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Present…the best present…

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Emma was fully present, lost in flow as she created this gingerbread house, a replica of our home and I just love it!

 

Present

P… for present, being present, living in this very awesome moment with the conviction that any struggle lived in the moment before, is now dead and gone and any pain in the moment ahead, is but an illusion…
R…for reality, creating your unique reality, living your dream, accepting nothing less, appreciating the dreams of others even if they could never be your dream
E…for evolving, changing, growing, mindful that to remain static is not an option
S…for senses, trusting your senses, feeding them with experiences not possessions, not needing to be anything or anyone but yourself
E…for encouraging others, seeing the best in them, challenging them to see their own capabilities
N…for nature and nurture, learning from nature, changing like it changes with the seasons, nurturing your soul and noticing your creativity and spirit evolve as a result
T…for taking time to practice gratitude, thankful for significant others, thankful for coming to know yourself, thankful for being fully and amazingly present… the best present.

I hope you receive the best present this year.

Le grà,

Mindfully Marie xx

 

Bullying & Beyond…Defining Cyber-bullying

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Time and the right conditions not only preserve but bring about something of beauty – Marie Clancy.

 

In Ireland, the Department of Education & Science, (DES) gives clarification on what constitutes bullying using social media:

Placing a once-off offensive or hurtful public message, image or statement on a social network site or other public forum where that message, image or statement can be viewed and/or repeated by other people will be regarded as bullying behaviour’ (DES 2013: 9).

In contrast, one-off incidents of negative behaviour, such as isolated hurtful text messages and private mails, which cannot be viewed or repeated by other people, are not considered to be included under the  definition of bullying.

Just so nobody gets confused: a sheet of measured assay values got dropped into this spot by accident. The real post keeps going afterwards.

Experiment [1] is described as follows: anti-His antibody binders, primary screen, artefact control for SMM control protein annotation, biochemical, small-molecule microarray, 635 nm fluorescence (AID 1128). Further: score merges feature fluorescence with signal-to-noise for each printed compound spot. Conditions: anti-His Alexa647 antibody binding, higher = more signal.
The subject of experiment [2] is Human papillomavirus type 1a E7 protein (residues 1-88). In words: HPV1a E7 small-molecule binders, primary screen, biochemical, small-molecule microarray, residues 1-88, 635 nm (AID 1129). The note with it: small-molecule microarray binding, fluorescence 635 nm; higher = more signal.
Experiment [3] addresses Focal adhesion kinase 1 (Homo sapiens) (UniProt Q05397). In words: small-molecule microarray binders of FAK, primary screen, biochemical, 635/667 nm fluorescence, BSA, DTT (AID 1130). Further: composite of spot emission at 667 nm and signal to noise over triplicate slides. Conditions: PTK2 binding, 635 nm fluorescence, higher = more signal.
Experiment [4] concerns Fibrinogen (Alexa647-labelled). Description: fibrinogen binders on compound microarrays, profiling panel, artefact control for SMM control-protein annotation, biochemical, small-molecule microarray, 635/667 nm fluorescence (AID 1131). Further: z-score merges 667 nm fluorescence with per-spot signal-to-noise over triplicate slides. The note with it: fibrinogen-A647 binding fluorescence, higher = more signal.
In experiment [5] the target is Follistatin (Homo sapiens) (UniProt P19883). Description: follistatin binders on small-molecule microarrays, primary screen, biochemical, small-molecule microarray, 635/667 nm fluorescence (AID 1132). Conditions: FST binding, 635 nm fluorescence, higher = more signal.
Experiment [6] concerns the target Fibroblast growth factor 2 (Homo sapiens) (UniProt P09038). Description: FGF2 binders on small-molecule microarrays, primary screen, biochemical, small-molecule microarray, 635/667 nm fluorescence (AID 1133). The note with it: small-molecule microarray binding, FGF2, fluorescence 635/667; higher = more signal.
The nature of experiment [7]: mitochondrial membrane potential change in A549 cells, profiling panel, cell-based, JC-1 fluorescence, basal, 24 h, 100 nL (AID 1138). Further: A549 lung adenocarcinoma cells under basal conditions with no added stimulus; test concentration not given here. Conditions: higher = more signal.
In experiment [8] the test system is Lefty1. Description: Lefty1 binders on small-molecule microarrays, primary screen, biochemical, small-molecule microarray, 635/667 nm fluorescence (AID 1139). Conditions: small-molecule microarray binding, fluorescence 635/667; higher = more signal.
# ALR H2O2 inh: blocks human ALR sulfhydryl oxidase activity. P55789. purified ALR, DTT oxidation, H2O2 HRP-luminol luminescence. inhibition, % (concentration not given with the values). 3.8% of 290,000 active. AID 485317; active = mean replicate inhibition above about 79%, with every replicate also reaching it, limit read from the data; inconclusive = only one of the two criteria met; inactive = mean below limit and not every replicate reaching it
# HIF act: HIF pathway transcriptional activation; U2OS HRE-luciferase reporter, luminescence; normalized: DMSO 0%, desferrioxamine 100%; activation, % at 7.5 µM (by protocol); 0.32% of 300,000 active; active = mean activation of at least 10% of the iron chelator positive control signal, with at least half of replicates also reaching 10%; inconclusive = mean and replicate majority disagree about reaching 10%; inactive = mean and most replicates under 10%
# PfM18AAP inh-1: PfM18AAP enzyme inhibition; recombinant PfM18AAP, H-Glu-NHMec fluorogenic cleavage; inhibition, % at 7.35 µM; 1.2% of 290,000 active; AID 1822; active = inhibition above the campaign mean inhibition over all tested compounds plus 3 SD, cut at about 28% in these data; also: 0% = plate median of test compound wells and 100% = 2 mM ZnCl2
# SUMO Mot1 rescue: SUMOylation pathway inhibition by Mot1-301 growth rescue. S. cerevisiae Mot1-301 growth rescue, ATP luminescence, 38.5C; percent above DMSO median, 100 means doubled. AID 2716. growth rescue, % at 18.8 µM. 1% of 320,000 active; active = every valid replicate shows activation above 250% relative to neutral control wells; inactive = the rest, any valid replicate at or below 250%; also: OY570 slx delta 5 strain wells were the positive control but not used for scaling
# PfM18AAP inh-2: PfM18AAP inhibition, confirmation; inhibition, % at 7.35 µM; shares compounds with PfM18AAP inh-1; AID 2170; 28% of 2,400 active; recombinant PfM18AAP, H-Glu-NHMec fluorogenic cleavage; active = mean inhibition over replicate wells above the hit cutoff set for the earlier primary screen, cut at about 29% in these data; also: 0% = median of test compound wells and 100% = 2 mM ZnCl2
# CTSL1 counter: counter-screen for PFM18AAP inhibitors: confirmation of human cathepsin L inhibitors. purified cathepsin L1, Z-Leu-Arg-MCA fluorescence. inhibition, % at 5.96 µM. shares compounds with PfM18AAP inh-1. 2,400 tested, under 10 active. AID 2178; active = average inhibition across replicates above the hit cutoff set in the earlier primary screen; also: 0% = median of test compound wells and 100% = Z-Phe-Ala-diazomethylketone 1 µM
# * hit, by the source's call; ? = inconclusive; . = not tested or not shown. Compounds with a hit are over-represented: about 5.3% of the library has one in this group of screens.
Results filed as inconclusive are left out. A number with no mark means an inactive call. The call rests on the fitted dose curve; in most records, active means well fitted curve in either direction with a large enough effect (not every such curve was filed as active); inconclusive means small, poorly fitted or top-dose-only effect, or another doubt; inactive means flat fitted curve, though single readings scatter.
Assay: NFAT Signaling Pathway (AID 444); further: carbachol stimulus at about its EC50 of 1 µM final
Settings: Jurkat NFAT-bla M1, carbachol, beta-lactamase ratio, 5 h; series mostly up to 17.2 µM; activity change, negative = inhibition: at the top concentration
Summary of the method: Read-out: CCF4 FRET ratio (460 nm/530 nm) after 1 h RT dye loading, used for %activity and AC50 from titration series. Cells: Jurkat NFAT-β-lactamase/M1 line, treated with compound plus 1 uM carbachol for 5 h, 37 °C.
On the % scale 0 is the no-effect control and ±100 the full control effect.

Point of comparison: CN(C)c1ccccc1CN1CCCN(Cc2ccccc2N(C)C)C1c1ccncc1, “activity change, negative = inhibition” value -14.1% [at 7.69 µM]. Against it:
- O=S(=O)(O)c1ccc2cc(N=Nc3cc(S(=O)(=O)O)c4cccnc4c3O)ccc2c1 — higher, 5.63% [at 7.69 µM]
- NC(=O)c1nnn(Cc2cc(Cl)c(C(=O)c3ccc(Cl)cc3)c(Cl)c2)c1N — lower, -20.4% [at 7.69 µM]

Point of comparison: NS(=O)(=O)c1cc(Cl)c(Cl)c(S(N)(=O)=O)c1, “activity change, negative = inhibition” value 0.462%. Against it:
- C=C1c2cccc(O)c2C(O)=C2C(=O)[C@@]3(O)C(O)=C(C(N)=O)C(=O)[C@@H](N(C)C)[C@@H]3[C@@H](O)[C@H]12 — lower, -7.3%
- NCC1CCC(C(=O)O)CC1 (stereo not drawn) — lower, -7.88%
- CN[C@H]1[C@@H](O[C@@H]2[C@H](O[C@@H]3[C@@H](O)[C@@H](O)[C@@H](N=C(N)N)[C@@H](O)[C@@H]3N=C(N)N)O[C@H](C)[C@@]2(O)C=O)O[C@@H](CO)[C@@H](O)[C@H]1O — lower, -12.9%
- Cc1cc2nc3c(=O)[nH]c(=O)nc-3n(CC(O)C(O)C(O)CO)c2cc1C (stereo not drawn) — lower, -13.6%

The fact that the internet provides anonymity can have particular consequences
for cyber bullying. Being able to act and communicate anonymously online removes
some of the deterrents that would help prevent children from getting involved.  The fear of negative consequences is lessened for the perpetrators and it increases the psychological distance between them and their actions.  The perpetrators can therefore refuse to take responsibility for their actions.  In most cases, cyber-bullies know their targets, but their targets don’t always know the identity of their cyber-bullies. This can lead to children and young people being suspicious of, and alienated from, all their peers.

The fact that the distinction between bystanders and active participants can be
less distinct in the context of online bullying also makes cyber bullying more difficult to
deal with than traditional offline bullying.

The bystander effect refers to incidents where an individual in need of help is not assisted by an onlooker because the onlooker assumes that someone else will intervene.

Responsibility for bullying often goes beyond the person who creates and posts harmful content online. Sharing, or commenting on content on social networking websites or joining, subscribing or following online sources of content
intended to humiliate or harm individuals can also be considered bullying behaviour.

I hope you found this post helpful and that you feel confident in defining what cyber-bullying is and what cyber-bullying is not.

 

Source #UP2US Anti-Bullying, Teachers’ Handbook, Junior Cycle, SPHE

Get Resources

I recommend you check out the “Let’s Fight it Together” video.

Le grà,

Mindfully Marie xx

 

 

Bullying & Beyond…Defining Bullying

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Time and the right conditions not only preserve but bring about something of beauty – Marie Clancy.

 

Have you ever considered what bullying is, and what bullying is not?

In Ireland, the Department of Education’s definition of bullying is “Unwanted negative behaviour, verbal, psychological or physical, conducted by an individual or group against another person (or persons) and which is repeated over time.”

Therefore there are 3 important flags to watch out for in defining behaviour as bullying behaviour, namely…

1.  There must be INTENT (DELIBERATE)

2.  There must be an IMBALANCE OF POWER

3.  It must be REPEATED OVER TIME

However there is an exception in that it is deemed a cyber-bullying offence, if a child is bullied just once, via an open social media platform; where hurtful information or images can be reshared.

I hope you found this post helpful and that you feel confident in defining what bullying is and what bullying is not.